“Treat employees like they make a difference and they will.” Jim Goodnight, CEO SAS

Why consider employee ownership?

Think about the first time you applied for a job or interviewed someone for a job. The conversation probably did not include a discussion of who owned the company. For public companies, this is not surprising, because employees may know what it means for the company’s stock to be owned by the public. At privately-held companies, though, the question of who owns the company may be more important. Ownership could affect whether the company is going to be sold, and to whom, and with what consequences. It could affect whether operations are going to be moved to a different facility or country. It could also affect employee culture and benefits. In a company owned by a few investors, or family members or founders, there will almost always be an ownership transition, and that transition can create anxiety, disruption and cultural changes.

Craft brewers who care about providing innovative benefits, competitive compensation, and tools for employee engagement might consider employee ownership as a part of a strategy to achieve these goals. Employee ownership provides a way for the current owners to sell their shares and also to create a unique employee benefit whose value is tied directly to the success of the business.

There is a growing number of examples of craft breweries currently using employee ownership for both ownership transition and employee benefits. Deschutes, Harpoon, Left Hand and Odell – to name just a few – have all become wholly or partially employee-owned. New Belgium was 100% employee-owned when it was sold to Kirin-owned Lion Little World Beverages last year.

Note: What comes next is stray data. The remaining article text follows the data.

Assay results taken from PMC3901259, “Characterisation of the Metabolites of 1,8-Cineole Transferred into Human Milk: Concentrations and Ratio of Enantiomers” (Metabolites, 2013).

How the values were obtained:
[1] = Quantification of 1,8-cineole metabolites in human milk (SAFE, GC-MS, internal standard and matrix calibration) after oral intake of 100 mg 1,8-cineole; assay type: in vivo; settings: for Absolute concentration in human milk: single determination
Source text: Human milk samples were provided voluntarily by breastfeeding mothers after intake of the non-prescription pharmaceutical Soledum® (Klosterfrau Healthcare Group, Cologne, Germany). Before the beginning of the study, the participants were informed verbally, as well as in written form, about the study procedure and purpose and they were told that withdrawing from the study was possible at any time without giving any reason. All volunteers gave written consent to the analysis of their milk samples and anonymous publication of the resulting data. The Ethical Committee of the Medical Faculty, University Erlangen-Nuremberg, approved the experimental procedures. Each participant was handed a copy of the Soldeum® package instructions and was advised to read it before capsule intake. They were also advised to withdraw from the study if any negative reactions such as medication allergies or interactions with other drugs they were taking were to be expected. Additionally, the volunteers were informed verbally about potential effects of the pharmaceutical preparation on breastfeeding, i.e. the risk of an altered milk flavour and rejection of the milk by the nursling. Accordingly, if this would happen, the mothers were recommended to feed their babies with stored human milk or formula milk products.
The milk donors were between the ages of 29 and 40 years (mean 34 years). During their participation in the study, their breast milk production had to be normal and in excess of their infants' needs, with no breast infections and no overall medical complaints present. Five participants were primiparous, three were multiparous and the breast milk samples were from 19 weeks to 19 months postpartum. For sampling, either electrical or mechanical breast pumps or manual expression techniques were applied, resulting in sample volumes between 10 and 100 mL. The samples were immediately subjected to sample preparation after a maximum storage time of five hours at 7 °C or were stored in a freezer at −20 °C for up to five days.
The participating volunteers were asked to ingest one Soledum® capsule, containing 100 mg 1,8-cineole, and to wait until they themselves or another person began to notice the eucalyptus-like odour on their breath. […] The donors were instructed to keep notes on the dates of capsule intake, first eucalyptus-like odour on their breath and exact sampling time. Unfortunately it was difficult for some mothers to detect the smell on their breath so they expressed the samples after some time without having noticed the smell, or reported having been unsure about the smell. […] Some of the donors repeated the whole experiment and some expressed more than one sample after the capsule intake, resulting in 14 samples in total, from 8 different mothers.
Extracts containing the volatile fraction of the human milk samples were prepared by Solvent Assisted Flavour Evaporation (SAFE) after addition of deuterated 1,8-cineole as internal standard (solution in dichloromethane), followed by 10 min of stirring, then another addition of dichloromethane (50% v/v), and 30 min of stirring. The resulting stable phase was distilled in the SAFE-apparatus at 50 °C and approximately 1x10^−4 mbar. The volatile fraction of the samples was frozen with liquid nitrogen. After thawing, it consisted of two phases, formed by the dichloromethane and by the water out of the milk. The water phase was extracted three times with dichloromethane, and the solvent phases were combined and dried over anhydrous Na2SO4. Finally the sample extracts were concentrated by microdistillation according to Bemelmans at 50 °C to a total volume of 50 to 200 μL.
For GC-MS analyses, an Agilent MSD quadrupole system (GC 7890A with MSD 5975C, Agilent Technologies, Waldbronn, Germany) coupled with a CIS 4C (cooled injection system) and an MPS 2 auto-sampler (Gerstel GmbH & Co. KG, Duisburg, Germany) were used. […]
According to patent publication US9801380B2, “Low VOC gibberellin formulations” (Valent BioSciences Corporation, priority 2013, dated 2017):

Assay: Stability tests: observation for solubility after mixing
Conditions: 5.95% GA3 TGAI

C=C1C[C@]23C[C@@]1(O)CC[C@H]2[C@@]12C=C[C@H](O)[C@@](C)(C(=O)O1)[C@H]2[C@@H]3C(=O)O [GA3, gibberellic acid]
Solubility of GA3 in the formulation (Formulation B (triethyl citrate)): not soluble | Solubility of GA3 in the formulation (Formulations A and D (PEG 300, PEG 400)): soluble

Employee ownership of companies enjoys unusual bipartisan support. This may be because most of us work at companies, and we care about whether those companies are successful. We want to be part of that success, and we want to have enough money saved so that we can retire comfortably from those companies. Employee ownership gives employees both the responsibility and the potential reward that business owners have always had. Ownership can lead to financial benefits, but with it comes an obligation to work hard, make good decisions, and stay focused on how the business can run at its best.

Because companies have to be owned by someone, most owners think carefully about who would own their companies if they could not. There is compelling evidence that broader-based employee ownership, including through ESOPs, is correlated to higher sales growth, higher sales per worker than in companies without employee ownership, and longer survival rates.

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